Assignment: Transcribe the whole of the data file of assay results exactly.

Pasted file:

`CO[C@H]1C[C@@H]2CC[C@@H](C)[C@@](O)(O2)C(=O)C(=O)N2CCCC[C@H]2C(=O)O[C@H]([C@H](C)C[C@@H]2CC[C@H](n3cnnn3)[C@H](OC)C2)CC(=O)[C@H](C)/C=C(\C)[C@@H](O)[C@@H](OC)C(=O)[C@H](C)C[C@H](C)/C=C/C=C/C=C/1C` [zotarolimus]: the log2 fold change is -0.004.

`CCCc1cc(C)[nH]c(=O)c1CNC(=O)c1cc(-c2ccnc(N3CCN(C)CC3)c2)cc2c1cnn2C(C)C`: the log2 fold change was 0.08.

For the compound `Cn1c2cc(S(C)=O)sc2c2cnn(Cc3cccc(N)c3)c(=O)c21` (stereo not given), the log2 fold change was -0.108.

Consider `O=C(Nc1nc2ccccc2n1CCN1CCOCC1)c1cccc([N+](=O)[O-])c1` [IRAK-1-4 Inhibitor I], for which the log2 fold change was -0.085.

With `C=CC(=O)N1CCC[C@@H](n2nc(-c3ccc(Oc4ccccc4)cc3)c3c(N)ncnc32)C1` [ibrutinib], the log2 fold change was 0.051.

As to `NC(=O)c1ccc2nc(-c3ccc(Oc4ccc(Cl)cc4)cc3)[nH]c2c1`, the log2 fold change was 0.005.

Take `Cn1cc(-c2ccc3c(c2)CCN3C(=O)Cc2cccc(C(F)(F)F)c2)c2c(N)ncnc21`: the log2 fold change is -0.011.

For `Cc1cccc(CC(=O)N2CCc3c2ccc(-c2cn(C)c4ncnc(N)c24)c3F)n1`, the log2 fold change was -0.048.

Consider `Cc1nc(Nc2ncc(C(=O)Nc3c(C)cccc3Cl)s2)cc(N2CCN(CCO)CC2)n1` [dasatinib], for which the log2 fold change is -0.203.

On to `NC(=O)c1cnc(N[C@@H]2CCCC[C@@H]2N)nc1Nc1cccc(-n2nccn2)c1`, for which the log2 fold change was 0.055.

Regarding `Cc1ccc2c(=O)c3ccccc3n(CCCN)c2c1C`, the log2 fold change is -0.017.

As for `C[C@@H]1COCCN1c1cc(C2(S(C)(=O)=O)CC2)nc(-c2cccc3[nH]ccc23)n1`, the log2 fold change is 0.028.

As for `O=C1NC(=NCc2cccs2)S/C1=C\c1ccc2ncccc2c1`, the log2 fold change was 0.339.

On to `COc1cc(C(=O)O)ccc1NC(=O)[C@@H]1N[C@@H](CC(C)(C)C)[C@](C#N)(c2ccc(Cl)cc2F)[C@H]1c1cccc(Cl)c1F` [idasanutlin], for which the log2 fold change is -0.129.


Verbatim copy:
`CO[C@H]1C[C@@H]2CC[C@@H](C)[C@@](O)(O2)C(=O)C(=O)N2CCCC[C@H]2C(=O)O[C@H]([C@H](C)C[C@@H]2CC[C@H](n3cnnn3)[C@H](OC)C2)CC(=O)[C@H](C)/C=C(\C)[C@@H](O)[C@@H](OC)C(=O)[C@H](C)C[C@H](C)/C=C/C=C/C=C/1C` [zotarolimus]: the log2 fold change is -0.004.

`CCCc1cc(C)[nH]c(=O)c1CNC(=O)c1cc(-c2ccnc(N3CCN(C)CC3)c2)cc2c1cnn2C(C)C`: the log2 fold change was 0.08.

For the compound `Cn1c2cc(S(C)=O)sc2c2cnn(Cc3cccc(N)c3)c(=O)c21` (stereo not given), the log2 fold change was -0.108.

Consider `O=C(Nc1nc2ccccc2n1CCN1CCOCC1)c1cccc([N+](=O)[O-])c1` [IRAK-1-4 Inhibitor I], for which the log2 fold change was -0.085.

With `C=CC(=O)N1CCC[C@@H](n2nc(-c3ccc(Oc4ccccc4)cc3)c3c(N)ncnc32)C1` [ibrutinib], the log2 fold change was 0.051.

As to `NC(=O)c1ccc2nc(-c3ccc(Oc4ccc(Cl)cc4)cc3)[nH]c2c1`, the log2 fold change was 0.005.

Take `Cn1cc(-c2ccc3c(c2)CCN3C(=O)Cc2cccc(C(F)(F)F)c2)c2c(N)ncnc21`: the log2 fold change is -0.011.

For `Cc1cccc(CC(=O)N2CCc3c2ccc(-c2cn(C)c4ncnc(N)c24)c3F)n1`, the log2 fold change was -0.048.

Consider `Cc1nc(Nc2ncc(C(=O)Nc3c(C)cccc3Cl)s2)cc(N2CCN(CCO)CC2)n1` [dasatinib], for which the log2 fold change is -0.203.

On to `NC(=O)c1cnc(N[C@@H]2CCCC[C@@H]2N)nc1Nc1cccc(-n2nccn2)c1`, for which the log2 fold change was 0.055.

Regarding `Cc1ccc2c(=O)c3ccccc3n(CCCN)c2c1C`, the log2 fold change is -0.017.

As for `C[C@@H]1COCCN1c1cc(C2(S(C)(=O)=O)CC2)nc(-c2cccc3[nH]ccc23)n1`, the log2 fold change is 0.028.

As for `O=C1NC(=NCc2cccs2)S/C1=C\c1ccc2ncccc2c1`, the log2 fold change was 0.339.

On to `COc1cc(C(=O)O)ccc1NC(=O)[C@@H]1N[C@@H](CC(C)(C)C)[C@](C#N)(c2ccc(Cl)cc2F)[C@H]1c1cccc(Cl)c1F` [idasanutlin], for which the log2 fold change is -0.129.